Bio of swing band leader 'Benny Goodman' from age 10 (1919) to his landmark Carnegie Hall band concert in 1938. Not exactly historically accurate, but great music. Also, guest appearances ... See full summary »
The unemployed trombone player Glenn Miller is always broken, chasing his sound to form his band and hocking his instrument in the pawn house to survive. When his friend Chummy MacGregor is hired to play in the band of Ben Pollack, the band-leader listens to one Glenn's composition and invites him to join his band. While traveling to New York, Glenn visits his former girlfriend Helen Berger, in Boulder, Colorado, and asks her to wait for him. Two years later he quits the band and proposes Helen that moves to New York to marry him. After the success of "Moonlight Serenade", Glenn Miller's band becomes worldwide known and Glenn and Helen and their two children have a very comfortable life. Duting the World War II, Glenn enlists in the army and travels to Europe to increase the moral of the allied troops. In the Christmas of 1944, he travels from London to Paris for a concert to be broadcast; however his plane is never found in the tragic flight. Written by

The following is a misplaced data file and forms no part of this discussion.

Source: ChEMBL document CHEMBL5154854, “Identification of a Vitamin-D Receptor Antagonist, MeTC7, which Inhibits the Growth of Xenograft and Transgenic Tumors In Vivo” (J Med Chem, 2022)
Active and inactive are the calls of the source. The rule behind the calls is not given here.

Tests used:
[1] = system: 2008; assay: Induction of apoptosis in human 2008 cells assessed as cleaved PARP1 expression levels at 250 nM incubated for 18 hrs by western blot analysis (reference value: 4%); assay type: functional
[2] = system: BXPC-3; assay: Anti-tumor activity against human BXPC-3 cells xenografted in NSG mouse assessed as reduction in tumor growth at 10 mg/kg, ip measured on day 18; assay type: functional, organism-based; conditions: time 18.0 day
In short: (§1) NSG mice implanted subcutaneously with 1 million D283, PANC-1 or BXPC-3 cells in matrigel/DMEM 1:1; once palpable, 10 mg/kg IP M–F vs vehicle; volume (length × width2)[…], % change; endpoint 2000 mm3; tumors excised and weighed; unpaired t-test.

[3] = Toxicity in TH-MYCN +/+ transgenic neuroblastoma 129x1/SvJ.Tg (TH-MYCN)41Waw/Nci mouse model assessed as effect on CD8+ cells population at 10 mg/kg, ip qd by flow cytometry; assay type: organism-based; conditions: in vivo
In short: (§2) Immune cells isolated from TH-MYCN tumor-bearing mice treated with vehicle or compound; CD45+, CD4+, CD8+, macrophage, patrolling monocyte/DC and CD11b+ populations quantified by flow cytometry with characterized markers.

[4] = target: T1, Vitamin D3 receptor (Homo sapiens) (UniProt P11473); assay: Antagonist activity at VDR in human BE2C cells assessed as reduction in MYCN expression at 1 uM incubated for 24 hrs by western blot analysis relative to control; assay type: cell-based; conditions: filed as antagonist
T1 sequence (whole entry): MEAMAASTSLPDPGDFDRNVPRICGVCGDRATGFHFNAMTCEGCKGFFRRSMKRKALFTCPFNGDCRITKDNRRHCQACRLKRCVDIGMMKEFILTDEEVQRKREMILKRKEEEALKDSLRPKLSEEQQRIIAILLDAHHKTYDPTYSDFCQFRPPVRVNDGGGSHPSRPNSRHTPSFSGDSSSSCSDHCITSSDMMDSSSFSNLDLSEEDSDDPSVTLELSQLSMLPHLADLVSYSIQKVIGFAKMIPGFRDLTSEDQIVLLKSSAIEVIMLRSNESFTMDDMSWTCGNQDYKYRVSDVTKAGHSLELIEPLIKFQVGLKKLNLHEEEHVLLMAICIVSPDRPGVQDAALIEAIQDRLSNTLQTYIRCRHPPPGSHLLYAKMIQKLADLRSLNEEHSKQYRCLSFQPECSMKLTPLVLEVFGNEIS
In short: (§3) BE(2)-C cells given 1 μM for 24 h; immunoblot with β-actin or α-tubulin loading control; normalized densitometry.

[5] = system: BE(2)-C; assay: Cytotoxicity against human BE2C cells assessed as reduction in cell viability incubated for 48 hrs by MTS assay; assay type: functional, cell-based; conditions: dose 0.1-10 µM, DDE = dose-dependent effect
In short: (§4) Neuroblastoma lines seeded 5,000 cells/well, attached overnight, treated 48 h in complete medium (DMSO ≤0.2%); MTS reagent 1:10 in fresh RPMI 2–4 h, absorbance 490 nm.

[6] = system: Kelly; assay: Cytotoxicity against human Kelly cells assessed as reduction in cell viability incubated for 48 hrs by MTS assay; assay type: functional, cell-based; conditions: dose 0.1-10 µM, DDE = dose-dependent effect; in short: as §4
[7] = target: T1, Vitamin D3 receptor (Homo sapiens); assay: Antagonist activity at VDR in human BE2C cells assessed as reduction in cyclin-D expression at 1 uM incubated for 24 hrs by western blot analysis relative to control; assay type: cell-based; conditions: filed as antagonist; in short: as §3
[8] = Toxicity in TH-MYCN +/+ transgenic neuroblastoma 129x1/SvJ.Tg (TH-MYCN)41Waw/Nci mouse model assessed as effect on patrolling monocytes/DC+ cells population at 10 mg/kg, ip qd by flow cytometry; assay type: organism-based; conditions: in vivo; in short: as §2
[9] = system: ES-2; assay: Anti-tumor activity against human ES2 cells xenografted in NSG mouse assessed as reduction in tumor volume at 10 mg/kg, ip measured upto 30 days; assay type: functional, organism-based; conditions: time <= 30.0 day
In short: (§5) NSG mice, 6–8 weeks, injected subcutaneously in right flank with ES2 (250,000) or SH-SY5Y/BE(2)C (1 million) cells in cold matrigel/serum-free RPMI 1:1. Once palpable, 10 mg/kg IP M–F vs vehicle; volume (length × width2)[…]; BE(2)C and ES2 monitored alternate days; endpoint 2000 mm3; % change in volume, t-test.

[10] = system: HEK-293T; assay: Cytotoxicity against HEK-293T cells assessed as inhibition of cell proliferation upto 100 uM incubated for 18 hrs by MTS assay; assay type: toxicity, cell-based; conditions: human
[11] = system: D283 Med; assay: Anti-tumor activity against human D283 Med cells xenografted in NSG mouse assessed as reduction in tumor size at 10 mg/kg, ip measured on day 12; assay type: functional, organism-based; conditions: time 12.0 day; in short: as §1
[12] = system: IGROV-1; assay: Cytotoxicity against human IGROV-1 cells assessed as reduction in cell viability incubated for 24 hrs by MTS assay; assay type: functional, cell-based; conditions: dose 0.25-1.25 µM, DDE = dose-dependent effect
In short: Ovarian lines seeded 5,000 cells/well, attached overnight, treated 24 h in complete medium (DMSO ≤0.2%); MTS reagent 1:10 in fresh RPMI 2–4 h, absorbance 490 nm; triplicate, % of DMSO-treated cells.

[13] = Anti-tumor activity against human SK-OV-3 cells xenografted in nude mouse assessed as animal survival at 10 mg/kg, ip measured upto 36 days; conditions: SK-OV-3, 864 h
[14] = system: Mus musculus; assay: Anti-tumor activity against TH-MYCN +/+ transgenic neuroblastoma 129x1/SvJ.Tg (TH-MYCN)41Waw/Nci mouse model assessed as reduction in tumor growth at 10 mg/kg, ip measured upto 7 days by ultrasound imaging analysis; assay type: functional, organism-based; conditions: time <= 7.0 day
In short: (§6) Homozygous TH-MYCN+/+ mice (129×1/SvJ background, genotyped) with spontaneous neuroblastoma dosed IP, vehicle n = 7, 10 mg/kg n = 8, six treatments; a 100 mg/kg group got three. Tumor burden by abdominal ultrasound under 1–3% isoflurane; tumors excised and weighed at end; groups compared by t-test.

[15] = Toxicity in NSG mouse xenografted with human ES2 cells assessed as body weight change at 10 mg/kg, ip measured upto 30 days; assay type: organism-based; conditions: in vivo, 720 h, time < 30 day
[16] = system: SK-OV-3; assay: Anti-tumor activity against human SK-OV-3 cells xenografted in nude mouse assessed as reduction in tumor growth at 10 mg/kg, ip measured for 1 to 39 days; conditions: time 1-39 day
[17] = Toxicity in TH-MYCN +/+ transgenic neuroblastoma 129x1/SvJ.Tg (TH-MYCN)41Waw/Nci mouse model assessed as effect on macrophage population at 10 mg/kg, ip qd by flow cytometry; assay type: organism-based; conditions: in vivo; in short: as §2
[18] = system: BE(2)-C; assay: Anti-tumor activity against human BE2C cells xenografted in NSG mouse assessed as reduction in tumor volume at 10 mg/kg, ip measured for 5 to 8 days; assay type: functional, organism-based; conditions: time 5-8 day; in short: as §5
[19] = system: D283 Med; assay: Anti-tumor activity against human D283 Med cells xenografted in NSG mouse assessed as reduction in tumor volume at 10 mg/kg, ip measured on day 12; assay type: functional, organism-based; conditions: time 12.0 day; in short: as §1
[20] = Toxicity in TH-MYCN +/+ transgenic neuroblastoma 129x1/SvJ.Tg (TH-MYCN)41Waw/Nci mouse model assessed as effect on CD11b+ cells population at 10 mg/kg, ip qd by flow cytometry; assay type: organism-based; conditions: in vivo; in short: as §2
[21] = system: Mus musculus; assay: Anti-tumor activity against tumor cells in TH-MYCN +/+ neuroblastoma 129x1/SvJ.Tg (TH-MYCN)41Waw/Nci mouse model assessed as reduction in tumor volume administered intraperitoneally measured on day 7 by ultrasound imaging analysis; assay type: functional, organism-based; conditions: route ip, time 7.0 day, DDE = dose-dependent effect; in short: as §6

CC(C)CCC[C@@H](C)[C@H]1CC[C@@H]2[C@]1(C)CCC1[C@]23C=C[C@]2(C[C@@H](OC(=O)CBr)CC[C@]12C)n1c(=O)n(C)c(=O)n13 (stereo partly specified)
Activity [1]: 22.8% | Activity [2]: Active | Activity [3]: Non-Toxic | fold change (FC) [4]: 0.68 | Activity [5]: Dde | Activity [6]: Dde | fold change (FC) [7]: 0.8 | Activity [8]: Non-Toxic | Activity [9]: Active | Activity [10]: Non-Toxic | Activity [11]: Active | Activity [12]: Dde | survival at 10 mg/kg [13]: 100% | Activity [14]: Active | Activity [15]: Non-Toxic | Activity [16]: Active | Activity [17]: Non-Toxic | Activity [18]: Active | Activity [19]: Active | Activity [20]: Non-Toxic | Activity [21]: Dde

Claudio Carvalho, Rio de Janeiro, Brazil
Among those attending the premiere of the film was Glenn Miller's mother, who thought the film good enough, but opined that her son was better-looking than James Stewart. See more »
Towards the end of the movie, Helen, Si and Chummy are listening to the Glenn Miller Band's radio broadcast. Chummy MacGregor and Si Schribman are standing next to the radio in Helen's living room and Chummy is resting his hand on Si's right shoulder. In the next shot, Chummy's hand is no longer on Si's shoulder - it is hanging down between the two men. See more »
In the Mood
Music by Joe Garland
Lyrics by Andy Razaf and Wingy Manone
Heard when Glenn is writing arrangements at the piano
Also performed by the orchestra at the ballroom
Also performed by the orchestra during the radio broadcast See more »
James Stewart in one of his best roles of the 1950s playing the late bandleader in the embellished story of his life; June Allyson plays his wife one of her best roles and I believe one of her personal favourites.
Watching the real Miller in Orchestra Wives' and then watching this, Stewart is really a revelation in this role. All the hits of the band are represented Moonlight Serenade, In The Mood, Tuxedo Junction, Chattanooga Choo-Choo, Pennsylvania 65000. Some artistic licence has been taken but the whole is funny, celebratory, and at the end fairly touching. One of the best Hollywood biopics, right in the middle of a glut of them (Love Me or Leave Me, With a Song In My Heart, The Eddy Duchin Story, Night and Day, Words and Music, Three Little Words ).
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